Yes, some corporations fought against the Indiana religious liberty act. But while corporations’ buying into this authoritarianism is a problem, what it represents is not so much the influence of capitalism on society, as the “long march through the institutions” by the socialists that Reno tells us not to worry about. Would Reno really credit U.S. corporations with the Obergefell decision or with theories that identify sexual predilection with ontology—theories that have made their way into U.S. and European law and United Nations Yogyakarta Principles, and that will increasingly restrict both religious and commercial liberty?
Can markets exacerbate such developments? Of course. But to suggest they are their primary cause is to not only describe the problem inaccurately, but to let the real perpetrators get away.
Obviously, much depends here on what one means by socialism. If one means state ownership of the means of production and abolition of all private property, then Reno is right. But what if one means by socialism what most socialists living today mean by it? That is, a broad vision of social change that includes radical autonomy, egalitarianism, technocracy, relativism, and plastic anthropology. Then it becomes clear that the driving force behind the propagation of gender theory is in fact cultural socialism, which is definitely something to worry about.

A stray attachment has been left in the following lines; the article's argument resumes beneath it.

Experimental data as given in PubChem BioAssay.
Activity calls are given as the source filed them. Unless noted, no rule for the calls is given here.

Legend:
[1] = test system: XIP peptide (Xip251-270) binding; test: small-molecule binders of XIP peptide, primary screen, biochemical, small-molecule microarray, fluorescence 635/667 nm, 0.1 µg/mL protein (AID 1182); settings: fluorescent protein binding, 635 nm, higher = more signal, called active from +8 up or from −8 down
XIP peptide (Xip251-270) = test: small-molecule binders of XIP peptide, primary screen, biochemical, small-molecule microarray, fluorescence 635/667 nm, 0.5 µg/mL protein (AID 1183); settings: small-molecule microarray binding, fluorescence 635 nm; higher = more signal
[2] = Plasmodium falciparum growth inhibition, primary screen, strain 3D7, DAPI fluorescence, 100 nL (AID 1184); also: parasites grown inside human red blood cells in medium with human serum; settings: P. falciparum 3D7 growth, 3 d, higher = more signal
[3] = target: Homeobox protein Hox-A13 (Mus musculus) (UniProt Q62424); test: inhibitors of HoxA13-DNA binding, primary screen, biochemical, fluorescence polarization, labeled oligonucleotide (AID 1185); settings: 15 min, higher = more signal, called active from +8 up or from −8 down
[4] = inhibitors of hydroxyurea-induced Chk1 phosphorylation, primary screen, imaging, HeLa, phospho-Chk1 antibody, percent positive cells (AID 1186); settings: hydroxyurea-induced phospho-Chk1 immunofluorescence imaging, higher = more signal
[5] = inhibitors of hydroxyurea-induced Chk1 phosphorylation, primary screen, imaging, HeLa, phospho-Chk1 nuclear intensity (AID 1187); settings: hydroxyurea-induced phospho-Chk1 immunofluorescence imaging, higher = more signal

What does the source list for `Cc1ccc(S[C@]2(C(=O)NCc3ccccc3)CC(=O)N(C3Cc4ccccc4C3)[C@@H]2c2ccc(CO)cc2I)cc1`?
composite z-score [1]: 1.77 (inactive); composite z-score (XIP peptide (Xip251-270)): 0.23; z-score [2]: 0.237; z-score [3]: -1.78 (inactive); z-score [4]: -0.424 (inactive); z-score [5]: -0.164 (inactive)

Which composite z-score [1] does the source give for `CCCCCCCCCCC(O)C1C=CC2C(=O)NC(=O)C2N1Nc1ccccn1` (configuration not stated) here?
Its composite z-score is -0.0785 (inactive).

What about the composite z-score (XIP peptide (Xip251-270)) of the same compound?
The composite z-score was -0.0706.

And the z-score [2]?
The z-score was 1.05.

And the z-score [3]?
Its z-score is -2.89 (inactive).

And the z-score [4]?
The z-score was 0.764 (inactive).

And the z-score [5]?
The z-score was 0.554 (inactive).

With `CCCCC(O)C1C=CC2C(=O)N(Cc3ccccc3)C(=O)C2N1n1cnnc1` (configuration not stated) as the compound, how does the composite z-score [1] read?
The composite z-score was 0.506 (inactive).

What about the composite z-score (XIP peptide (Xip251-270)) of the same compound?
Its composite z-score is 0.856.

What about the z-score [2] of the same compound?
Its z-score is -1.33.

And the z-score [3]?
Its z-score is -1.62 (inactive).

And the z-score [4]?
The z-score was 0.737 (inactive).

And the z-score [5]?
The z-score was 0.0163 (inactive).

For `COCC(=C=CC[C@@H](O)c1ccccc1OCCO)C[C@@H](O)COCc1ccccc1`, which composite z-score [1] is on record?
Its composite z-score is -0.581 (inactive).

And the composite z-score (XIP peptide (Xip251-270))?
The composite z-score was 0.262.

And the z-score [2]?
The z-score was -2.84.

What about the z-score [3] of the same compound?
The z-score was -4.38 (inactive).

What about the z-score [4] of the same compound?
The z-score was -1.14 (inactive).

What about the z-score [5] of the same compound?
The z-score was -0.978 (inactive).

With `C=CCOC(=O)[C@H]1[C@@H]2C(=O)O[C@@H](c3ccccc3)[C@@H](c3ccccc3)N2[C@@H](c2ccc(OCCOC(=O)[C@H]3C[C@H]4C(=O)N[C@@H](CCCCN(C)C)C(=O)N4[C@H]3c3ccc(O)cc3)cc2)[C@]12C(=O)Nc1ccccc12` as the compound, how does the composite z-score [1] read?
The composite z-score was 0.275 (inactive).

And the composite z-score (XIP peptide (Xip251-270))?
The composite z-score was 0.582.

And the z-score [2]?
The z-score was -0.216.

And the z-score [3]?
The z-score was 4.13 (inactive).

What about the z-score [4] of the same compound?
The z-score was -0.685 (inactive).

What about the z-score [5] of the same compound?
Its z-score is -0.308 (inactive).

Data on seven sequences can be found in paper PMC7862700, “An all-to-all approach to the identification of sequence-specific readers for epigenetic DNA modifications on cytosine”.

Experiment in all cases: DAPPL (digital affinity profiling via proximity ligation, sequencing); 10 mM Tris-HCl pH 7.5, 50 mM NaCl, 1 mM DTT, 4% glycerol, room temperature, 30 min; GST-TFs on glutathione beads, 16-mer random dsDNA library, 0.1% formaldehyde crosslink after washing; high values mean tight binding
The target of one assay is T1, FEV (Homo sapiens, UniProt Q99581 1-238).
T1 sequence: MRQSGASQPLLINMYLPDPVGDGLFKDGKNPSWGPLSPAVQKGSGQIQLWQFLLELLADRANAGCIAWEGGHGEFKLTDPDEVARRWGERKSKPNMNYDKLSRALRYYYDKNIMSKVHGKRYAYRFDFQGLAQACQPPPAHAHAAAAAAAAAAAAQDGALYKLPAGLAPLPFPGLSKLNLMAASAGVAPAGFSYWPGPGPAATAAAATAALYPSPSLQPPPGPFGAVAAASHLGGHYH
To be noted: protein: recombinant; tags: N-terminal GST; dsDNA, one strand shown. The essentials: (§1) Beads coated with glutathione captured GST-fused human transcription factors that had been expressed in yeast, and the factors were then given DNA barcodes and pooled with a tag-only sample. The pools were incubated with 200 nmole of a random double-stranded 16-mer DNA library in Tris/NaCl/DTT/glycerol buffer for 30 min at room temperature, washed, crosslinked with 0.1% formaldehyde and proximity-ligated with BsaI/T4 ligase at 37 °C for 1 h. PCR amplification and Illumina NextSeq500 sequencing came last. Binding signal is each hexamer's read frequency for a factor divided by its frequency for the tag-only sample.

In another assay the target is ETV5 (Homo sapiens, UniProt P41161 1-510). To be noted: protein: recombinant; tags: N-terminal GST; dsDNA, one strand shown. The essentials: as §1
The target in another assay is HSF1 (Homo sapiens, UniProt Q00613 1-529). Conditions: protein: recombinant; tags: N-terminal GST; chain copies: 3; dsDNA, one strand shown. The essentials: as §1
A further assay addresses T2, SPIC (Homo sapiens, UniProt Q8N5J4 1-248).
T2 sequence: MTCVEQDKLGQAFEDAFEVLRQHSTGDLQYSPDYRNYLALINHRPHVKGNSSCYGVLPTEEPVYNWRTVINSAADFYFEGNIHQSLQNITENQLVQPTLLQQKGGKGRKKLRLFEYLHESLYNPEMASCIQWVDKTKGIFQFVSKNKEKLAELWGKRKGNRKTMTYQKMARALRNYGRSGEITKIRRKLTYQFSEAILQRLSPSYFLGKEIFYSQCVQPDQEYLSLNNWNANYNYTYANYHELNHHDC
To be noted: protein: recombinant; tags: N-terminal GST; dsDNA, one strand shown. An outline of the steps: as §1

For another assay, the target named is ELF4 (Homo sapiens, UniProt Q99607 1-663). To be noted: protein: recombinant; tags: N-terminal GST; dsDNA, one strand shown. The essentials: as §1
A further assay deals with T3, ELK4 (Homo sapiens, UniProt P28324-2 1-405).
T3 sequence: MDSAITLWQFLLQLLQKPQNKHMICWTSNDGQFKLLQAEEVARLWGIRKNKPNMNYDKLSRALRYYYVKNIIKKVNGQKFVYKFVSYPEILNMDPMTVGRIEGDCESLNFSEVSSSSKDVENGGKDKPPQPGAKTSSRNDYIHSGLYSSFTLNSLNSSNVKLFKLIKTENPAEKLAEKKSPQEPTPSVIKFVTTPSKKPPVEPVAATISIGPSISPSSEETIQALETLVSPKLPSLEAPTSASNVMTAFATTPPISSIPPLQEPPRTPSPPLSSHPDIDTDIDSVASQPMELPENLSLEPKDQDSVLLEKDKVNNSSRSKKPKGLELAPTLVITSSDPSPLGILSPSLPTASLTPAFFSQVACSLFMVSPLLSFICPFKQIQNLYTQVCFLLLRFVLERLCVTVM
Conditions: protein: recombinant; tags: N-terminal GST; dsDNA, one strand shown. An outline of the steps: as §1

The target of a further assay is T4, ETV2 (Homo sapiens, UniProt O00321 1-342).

So how does Reno suggest we solve the problems wrought by capitalism? He writes:
It is inhumane to forsake the dynamism of capitalism, but it also inhumane to think that quality is sufficient. In 2017 we need to direct economic freedom toward the service of the common good.
What Reno is suggesting here is effectively “managerial capitalism”—the same thing that Tony Blair and Bill Clinton, George Bush and Barack Obama, Alan Greenspan, Robert Rubin, Hank Paulson, Joseph Stiglitz, the World Economic Forum, Matt Damon, Bono, Vox, George Clooney, the World Bank, and the International Monetary Fund have been advocating and practicing for decades. And what has managerial capitalism given us? “Irrational exuberance,” financial crises, exclusion of the poor, and crony capitalism.
After all his meandering reflections on the global economy Reno ends by telling us that First Things has decided to join the establishment, and promote the status quo. Aaahh . . . It’s good to be in New York. Maybe he’ll even get an invite to Davos.